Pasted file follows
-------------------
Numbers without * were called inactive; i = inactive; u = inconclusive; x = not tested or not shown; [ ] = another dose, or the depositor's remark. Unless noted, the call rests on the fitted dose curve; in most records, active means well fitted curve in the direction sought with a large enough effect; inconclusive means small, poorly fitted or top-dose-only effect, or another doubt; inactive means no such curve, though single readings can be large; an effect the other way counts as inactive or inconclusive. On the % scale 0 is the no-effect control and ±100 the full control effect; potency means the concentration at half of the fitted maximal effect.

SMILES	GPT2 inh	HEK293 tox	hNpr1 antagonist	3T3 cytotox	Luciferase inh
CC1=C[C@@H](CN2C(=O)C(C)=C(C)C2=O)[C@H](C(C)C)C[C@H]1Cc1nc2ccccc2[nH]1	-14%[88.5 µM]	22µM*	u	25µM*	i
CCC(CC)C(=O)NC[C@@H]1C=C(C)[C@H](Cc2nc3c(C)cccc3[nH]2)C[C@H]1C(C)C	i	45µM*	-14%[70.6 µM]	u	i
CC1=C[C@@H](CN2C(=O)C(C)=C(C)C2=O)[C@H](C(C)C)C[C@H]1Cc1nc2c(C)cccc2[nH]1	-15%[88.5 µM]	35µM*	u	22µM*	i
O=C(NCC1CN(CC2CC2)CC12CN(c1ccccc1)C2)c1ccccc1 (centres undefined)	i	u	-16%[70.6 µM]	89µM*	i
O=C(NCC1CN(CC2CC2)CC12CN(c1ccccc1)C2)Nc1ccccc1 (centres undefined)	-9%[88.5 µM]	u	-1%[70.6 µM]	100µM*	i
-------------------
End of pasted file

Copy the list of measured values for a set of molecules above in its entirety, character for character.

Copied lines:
Numbers without * were called inactive; i = inactive; u = inconclusive; x = not tested or not shown; [ ] = another dose, or the depositor's remark. Unless noted, the call rests on the fitted dose curve; in most records, active means well fitted curve in the direction sought with a large enough effect; inconclusive means small, poorly fitted or top-dose-only effect, or another doubt; inactive means no such curve, though single readings can be large; an effect the other way counts as inactive or inconclusive. On the % scale 0 is the no-effect control and ±100 the full control effect; potency means the concentration at half of the fitted maximal effect.

SMILES	GPT2 inh	HEK293 tox	hNpr1 antagonist	3T3 cytotox	Luciferase inh
CC1=C[C@@H](CN2C(=O)C(C)=C(C)C2=O)[C@H](C(C)C)C[C@H]1Cc1nc2ccccc2[nH]1	-14%[88.5 µM]	22µM*	u	25µM*	i
CCC(CC)C(=O)NC[C@@H]1C=C(C)[C@H](Cc2nc3c(C)cccc3[nH]2)C[C@H]1C(C)C	i	45µM*	-14%[70.6 µM]	u	i
CC1=C[C@@H](CN2C(=O)C(C)=C(C)C2=O)[C@H](C(C)C)C[C@H]1Cc1nc2c(C)cccc2[nH]1	-15%[88.5 µM]	35µM*	u	22µM*	i
O=C(NCC1CN(CC2CC2)CC12CN(c1ccccc1)C2)c1ccccc1 (centres undefined)	i	u	-16%[70.6 µM]	89µM*	i
O=C(NCC1CN(CC2CC2)CC12CN(c1ccccc1)C2)Nc1ccccc1 (centres undefined)	-9%[88.5 µM]	u	-1%[70.6 µM]	100µM*	i